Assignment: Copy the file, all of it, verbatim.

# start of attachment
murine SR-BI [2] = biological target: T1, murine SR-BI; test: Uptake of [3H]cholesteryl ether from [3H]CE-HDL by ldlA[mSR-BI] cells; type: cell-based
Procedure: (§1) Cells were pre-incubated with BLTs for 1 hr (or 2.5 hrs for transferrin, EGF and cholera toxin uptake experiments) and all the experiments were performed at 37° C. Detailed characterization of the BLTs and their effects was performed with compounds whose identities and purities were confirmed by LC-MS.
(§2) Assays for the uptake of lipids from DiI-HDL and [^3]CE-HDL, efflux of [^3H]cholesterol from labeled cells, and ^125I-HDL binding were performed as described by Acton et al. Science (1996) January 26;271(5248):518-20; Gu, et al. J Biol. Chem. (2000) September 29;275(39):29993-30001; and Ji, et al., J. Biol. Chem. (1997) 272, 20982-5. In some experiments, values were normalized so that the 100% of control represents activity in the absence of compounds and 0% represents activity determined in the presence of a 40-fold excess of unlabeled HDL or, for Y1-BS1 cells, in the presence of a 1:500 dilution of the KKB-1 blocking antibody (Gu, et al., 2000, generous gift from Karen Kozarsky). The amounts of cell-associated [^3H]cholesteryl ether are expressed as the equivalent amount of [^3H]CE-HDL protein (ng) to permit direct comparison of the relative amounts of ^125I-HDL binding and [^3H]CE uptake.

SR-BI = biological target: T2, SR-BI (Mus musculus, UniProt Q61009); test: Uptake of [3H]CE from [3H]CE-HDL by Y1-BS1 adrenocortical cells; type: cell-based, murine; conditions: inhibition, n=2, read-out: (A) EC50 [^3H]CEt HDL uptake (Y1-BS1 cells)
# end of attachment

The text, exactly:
murine SR-BI [2] = biological target: T1, murine SR-BI; test: Uptake of [3H]cholesteryl ether from [3H]CE-HDL by ldlA[mSR-BI] cells; type: cell-based
Procedure: (§1) Cells were pre-incubated with BLTs for 1 hr (or 2.5 hrs for transferrin, EGF and cholera toxin uptake experiments) and all the experiments were performed at 37° C. Detailed characterization of the BLTs and their effects was performed with compounds whose identities and purities were confirmed by LC-MS.
(§2) Assays for the uptake of lipids from DiI-HDL and [^3]CE-HDL, efflux of [^3H]cholesterol from labeled cells, and ^125I-HDL binding were performed as described by Acton et al. Science (1996) January 26;271(5248):518-20; Gu, et al. J Biol. Chem. (2000) September 29;275(39):29993-30001; and Ji, et al., J. Biol. Chem. (1997) 272, 20982-5. In some experiments, values were normalized so that the 100% of control represents activity in the absence of compounds and 0% represents activity determined in the presence of a 40-fold excess of unlabeled HDL or, for Y1-BS1 cells, in the presence of a 1:500 dilution of the KKB-1 blocking antibody (Gu, et al., 2000, generous gift from Karen Kozarsky). The amounts of cell-associated [^3H]cholesteryl ether are expressed as the equivalent amount of [^3H]CE-HDL protein (ng) to permit direct comparison of the relative amounts of ^125I-HDL binding and [^3H]CE uptake.

SR-BI = biological target: T2, SR-BI (Mus musculus, UniProt Q61009); test: Uptake of [3H]CE from [3H]CE-HDL by Y1-BS1 adrenocortical cells; type: cell-based, murine; conditions: inhibition, n=2, read-out: (A) EC50 [^3H]CEt HDL uptake (Y1-BS1 cells)